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N2 - Valley oak, Quercus lobata Née, has been a focus of conservation attention due to concerns about regeneration failure, habitat fragmentation and modification, and potential range contraction associated with climate change. A drawback of previous studies of valley oak stand structure and the regeneration problem has been their emphasis on one site or spatial and temporal scale. Generalization about valley oak dynamics from such studies is problematic because demographic parameters are not likely to be constant across sites, but heavily influenced by site-specific conditions. This study examines site-to-site variability across three locations in the Santa Monica Mountains National Recreation Area, California, USA. Variability in measures of stand structure and spatial pattern was examined across sites and within the landscape context. Estimates of expected landscape-scale evenness were derived by repeated random sampling of the data set and used as benchmarks for comparison with site-scale measures. Saplings were more abundant than expected at all three sites with sapling:adult ratios ranging from 0.5 to >1.0. Size-class structure suggested past recruitment problems at two sites, but recruitment at one site appears to have been steady for some time. Spatial distribution of adult stems at each site roughly corresponded to the estimated landscape pattern, but sapling establishment has shifted to north-to-east aspect hillsides and riparian-adjacent positions. In hilltop and swale habitats, adult valley oak are senescing without sapling recruitment. Shifting habitat-recruitment associations may lead to increasingly uneven distribution of stems across the landscape, altering landscape patterns and ecological processes.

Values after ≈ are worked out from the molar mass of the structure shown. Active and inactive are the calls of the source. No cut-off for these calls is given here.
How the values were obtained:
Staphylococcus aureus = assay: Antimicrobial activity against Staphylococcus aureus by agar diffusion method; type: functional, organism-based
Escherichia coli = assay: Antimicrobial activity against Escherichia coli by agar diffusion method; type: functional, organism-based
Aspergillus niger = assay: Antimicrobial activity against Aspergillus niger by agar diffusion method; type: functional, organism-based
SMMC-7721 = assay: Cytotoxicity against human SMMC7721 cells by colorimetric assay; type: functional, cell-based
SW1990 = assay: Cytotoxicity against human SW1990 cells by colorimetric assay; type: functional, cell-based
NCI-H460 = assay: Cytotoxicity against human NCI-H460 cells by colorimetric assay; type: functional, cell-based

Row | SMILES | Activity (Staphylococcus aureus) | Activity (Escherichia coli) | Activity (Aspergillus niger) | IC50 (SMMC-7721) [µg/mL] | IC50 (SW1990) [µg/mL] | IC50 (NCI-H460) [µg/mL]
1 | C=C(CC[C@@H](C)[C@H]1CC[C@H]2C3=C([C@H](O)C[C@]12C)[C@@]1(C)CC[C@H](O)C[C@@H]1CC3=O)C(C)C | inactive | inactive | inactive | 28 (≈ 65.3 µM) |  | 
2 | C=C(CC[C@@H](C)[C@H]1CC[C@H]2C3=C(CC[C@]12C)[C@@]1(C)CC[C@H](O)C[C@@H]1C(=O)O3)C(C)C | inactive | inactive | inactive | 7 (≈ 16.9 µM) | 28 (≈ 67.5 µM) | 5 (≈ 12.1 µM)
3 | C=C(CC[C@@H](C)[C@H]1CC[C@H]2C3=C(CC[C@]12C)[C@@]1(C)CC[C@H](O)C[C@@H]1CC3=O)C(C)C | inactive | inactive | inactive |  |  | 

AB - Valley oak, Quercus lobata Née, has been a focus of conservation attention due to concerns about regeneration failure, habitat fragmentation and modification, and potential range contraction associated with climate change. A drawback of previous studies of valley oak stand structure and the regeneration problem has been their emphasis on one site or spatial and temporal scale. Generalization about valley oak dynamics from such studies is problematic because demographic parameters are not likely to be constant across sites, but heavily influenced by site-specific conditions. This study examines site-to-site variability across three locations in the Santa Monica Mountains National Recreation Area, California, USA. Variability in measures of stand structure and spatial pattern was examined across sites and within the landscape context. Estimates of expected landscape-scale evenness were derived by repeated random sampling of the data set and used as benchmarks for comparison with site-scale measures. Saplings were more abundant than expected at all three sites with sapling:adult ratios ranging from 0.5 to >1.0. Size-class structure suggested past recruitment problems at two sites, but recruitment at one site appears to have been steady for some time. Spatial distribution of adult stems at each site roughly corresponded to the estimated landscape pattern, but sapling establishment has shifted to north-to-east aspect hillsides and riparian-adjacent positions. In hilltop and swale habitats, adult valley oak are senescing without sapling recruitment. Shifting habitat-recruitment associations may lead to increasingly uneven distribution of stems across the landscape, altering landscape patterns and ecological processes.